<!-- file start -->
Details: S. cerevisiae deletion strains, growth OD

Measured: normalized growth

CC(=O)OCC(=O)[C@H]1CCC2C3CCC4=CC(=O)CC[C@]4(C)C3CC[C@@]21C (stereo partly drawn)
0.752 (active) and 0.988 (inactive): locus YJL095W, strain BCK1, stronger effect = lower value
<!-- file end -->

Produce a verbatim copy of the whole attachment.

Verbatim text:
Details: S. cerevisiae deletion strains, growth OD

Measured: normalized growth

CC(=O)OCC(=O)[C@H]1CCC2C3CCC4=CC(=O)CC[C@]4(C)C3CC[C@@]21C (stereo partly drawn)
0.752 (active) and 0.988 (inactive): locus YJL095W, strain BCK1, stronger effect = lower value